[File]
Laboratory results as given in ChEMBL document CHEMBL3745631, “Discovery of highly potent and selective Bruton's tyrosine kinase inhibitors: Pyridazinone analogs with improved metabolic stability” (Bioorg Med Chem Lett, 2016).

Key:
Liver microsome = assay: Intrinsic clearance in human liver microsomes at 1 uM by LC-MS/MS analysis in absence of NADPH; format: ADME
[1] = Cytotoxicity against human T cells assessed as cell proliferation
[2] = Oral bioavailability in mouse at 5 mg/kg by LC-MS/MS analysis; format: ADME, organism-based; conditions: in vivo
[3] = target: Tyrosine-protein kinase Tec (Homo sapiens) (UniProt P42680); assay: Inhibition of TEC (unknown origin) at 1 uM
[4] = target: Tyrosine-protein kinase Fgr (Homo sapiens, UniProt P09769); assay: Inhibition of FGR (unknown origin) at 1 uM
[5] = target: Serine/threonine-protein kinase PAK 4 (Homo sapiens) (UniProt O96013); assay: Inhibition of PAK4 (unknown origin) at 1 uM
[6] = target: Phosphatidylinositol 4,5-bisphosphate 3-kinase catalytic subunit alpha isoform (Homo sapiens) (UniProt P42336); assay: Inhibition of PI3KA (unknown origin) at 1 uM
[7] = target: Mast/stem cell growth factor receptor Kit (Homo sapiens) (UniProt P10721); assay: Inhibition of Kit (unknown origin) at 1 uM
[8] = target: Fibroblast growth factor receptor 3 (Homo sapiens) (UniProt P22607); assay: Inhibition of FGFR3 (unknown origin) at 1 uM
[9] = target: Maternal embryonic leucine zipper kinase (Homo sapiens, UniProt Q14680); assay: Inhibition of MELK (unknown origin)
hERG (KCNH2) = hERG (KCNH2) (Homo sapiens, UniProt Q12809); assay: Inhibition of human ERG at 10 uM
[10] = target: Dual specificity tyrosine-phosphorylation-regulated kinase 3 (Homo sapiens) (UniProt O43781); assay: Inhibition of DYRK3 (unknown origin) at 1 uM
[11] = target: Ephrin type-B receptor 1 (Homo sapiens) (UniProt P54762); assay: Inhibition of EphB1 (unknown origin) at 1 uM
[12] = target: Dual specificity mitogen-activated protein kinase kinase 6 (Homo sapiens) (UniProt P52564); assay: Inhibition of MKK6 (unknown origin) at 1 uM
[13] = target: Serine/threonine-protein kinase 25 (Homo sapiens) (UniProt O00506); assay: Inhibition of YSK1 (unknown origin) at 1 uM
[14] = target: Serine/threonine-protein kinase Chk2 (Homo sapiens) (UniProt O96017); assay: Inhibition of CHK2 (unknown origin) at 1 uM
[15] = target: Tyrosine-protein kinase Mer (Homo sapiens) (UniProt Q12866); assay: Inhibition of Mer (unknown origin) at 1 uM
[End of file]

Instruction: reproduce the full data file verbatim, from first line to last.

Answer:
Laboratory results as given in ChEMBL document CHEMBL3745631, “Discovery of highly potent and selective Bruton's tyrosine kinase inhibitors: Pyridazinone analogs with improved metabolic stability” (Bioorg Med Chem Lett, 2016).

Key:
Liver microsome = assay: Intrinsic clearance in human liver microsomes at 1 uM by LC-MS/MS analysis in absence of NADPH; format: ADME
[1] = Cytotoxicity against human T cells assessed as cell proliferation
[2] = Oral bioavailability in mouse at 5 mg/kg by LC-MS/MS analysis; format: ADME, organism-based; conditions: in vivo
[3] = target: Tyrosine-protein kinase Tec (Homo sapiens) (UniProt P42680); assay: Inhibition of TEC (unknown origin) at 1 uM
[4] = target: Tyrosine-protein kinase Fgr (Homo sapiens, UniProt P09769); assay: Inhibition of FGR (unknown origin) at 1 uM
[5] = target: Serine/threonine-protein kinase PAK 4 (Homo sapiens) (UniProt O96013); assay: Inhibition of PAK4 (unknown origin) at 1 uM
[6] = target: Phosphatidylinositol 4,5-bisphosphate 3-kinase catalytic subunit alpha isoform (Homo sapiens) (UniProt P42336); assay: Inhibition of PI3KA (unknown origin) at 1 uM
[7] = target: Mast/stem cell growth factor receptor Kit (Homo sapiens) (UniProt P10721); assay: Inhibition of Kit (unknown origin) at 1 uM
[8] = target: Fibroblast growth factor receptor 3 (Homo sapiens) (UniProt P22607); assay: Inhibition of FGFR3 (unknown origin) at 1 uM
[9] = target: Maternal embryonic leucine zipper kinase (Homo sapiens, UniProt Q14680); assay: Inhibition of MELK (unknown origin)
hERG (KCNH2) = hERG (KCNH2) (Homo sapiens, UniProt Q12809); assay: Inhibition of human ERG at 10 uM
[10] = target: Dual specificity tyrosine-phosphorylation-regulated kinase 3 (Homo sapiens) (UniProt O43781); assay: Inhibition of DYRK3 (unknown origin) at 1 uM
[11] = target: Ephrin type-B receptor 1 (Homo sapiens) (UniProt P54762); assay: Inhibition of EphB1 (unknown origin) at 1 uM
[12] = target: Dual specificity mitogen-activated protein kinase kinase 6 (Homo sapiens) (UniProt P52564); assay: Inhibition of MKK6 (unknown origin) at 1 uM
[13] = target: Serine/threonine-protein kinase 25 (Homo sapiens) (UniProt O00506); assay: Inhibition of YSK1 (unknown origin) at 1 uM
[14] = target: Serine/threonine-protein kinase Chk2 (Homo sapiens) (UniProt O96017); assay: Inhibition of CHK2 (unknown origin) at 1 uM
[15] = target: Tyrosine-protein kinase Mer (Homo sapiens) (UniProt Q12866); assay: Inhibition of Mer (unknown origin) at 1 uM